completed. Non-voting members of
the Council are Carolyn Newburg,
Martha Cook, secretary of Women's
Judiciary Council; Audrey Weston,
Mosher Ball, vice-president of dor-
mitories: and Allene Golinkin, vice-
president of league houses.-
Miss McCormick Aids Group
Miss Ethel A. McCormick, social
director of the League, acts in an
advisory capacity far all women's
organizations, and is located on the
Social Director's Office on the main
floor of the League.
The Undergraduate Office of the
League is headquarters for all Coun-
cil activities as well as Women's Ju-

diciary Council. Open from 9 a.m. to
5 p.m., all women especially fresh-
men, are invited to visit the office
to ask questions or confer with mem-
bers of the Council.
The purpose of the League Council
is to coordinate women's activities.
and to direct women in campus af-
fairs, to recruit workers as they are
needed by other organizations, ands
see to it that University women enter
into a well directed program of ex-
tra-curricular activities.

Soph Cabaret
To Be Staged
Annual Program To Include
Floorshow, Dancing, Games
"Soph Tale-Spin," scheduled for
Saturday, Dec. 7, at the League, is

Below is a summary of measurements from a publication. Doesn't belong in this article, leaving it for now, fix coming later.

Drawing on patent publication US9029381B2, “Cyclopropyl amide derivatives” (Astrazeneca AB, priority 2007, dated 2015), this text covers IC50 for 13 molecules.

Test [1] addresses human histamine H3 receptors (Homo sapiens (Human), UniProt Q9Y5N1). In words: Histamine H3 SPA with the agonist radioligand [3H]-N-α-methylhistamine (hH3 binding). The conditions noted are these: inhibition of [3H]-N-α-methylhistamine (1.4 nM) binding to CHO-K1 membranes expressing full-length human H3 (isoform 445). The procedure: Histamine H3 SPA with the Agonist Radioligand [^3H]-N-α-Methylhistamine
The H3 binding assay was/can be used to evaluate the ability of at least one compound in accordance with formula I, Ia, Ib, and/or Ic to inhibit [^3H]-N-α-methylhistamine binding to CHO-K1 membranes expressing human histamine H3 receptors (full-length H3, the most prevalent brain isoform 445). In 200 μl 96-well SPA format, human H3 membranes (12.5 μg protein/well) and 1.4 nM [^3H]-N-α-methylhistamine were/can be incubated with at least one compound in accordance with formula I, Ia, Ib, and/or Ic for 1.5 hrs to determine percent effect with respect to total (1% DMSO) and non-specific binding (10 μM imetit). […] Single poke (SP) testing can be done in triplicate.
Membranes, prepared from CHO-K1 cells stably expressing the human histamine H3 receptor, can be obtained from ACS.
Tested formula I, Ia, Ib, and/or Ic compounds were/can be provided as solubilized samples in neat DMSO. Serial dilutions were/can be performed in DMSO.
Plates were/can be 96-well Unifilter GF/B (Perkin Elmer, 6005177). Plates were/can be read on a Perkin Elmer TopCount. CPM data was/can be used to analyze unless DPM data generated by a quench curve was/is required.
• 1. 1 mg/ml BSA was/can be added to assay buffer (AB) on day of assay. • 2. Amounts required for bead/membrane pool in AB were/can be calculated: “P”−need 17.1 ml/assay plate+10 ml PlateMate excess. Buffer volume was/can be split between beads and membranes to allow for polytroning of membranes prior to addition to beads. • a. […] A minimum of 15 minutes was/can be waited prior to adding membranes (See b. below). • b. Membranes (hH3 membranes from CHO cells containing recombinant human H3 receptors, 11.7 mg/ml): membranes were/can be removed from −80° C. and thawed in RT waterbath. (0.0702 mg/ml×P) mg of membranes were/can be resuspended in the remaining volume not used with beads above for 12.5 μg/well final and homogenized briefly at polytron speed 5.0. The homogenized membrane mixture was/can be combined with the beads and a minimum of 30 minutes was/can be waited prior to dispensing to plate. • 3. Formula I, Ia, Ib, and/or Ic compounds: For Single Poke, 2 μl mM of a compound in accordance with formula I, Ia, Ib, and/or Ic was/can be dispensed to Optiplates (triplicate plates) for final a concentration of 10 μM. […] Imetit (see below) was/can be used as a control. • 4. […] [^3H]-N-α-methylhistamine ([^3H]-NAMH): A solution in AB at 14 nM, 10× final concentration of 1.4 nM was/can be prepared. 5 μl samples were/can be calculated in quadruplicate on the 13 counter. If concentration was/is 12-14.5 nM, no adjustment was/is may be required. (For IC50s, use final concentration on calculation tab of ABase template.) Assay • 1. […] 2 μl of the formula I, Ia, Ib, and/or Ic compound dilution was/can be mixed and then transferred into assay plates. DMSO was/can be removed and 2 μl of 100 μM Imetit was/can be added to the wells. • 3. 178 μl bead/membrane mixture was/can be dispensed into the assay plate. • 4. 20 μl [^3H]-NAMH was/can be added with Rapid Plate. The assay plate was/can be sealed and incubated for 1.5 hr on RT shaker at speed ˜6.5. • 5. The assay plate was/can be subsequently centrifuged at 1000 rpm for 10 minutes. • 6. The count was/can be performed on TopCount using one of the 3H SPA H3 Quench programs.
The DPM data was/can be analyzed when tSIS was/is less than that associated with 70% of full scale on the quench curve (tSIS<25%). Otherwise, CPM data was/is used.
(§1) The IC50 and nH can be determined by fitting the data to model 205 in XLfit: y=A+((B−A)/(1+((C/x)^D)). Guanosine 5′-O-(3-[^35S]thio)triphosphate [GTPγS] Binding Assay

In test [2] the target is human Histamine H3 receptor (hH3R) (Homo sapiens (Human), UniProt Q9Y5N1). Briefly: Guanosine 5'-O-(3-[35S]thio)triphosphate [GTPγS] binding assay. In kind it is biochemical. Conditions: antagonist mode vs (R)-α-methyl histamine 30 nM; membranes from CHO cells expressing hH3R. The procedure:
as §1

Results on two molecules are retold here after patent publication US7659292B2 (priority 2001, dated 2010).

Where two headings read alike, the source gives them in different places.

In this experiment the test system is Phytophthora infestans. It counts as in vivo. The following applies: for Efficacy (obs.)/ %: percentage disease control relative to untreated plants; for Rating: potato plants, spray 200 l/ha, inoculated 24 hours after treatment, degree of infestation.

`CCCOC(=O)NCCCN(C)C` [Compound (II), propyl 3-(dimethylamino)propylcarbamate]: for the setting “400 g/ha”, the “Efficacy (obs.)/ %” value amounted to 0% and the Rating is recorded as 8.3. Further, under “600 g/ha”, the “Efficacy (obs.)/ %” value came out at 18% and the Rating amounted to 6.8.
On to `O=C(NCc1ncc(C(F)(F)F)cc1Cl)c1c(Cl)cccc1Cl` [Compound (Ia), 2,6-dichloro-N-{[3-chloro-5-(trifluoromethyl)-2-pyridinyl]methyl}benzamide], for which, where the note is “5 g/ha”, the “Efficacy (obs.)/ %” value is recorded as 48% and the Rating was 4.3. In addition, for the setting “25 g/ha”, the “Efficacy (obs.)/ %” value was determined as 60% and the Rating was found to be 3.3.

the name adopted for this year's
Soph Cabaret, an annual production
sponsored and presented by sopho-
more women.
Headed by Polly Hanson, Delta
Delta Delta, this year's affair will be
financed by class dues with all pro-
ceedsgoing to the University Fresh
Air Camp.
A mass meeting for all sophomore
women interested in working on Cab-
aret committees will be held the sec-
ond week in October. Tryouts will
begin at the end of that month.
One night each year, the Cabaret
takes over the entire second floor of
the League for an all-out evening of
entertainment. It is not strictly a
date affair, men and women may at-
tend singly or in couples. One over-
all admission price covers all of the
many events included on the pro-
gram.
Three floorshows will be presented
in Lydia Mendelssohn Theatre at
different times during the evening.
Singing, dancing and a short one act
play are included in the show. The
Ruth Hussey Room of the League
will be open as a mixer room for
dancing and community singing, and
the Kalamazoo Room will furnish
tables, cards, and game boards for
table games. A corps of fortune tel-
lers will be stationed in the Grand
Rapids Room, where refreshments
will also be served. An orchestra is
to be featured in the League Ball-
room and dancing will continue
throughout the event.
Bobby Jo Ream will assist Miss
Hanson as assistant chairman. Other
members of - the central committee
include Pat Hannagan, publicity;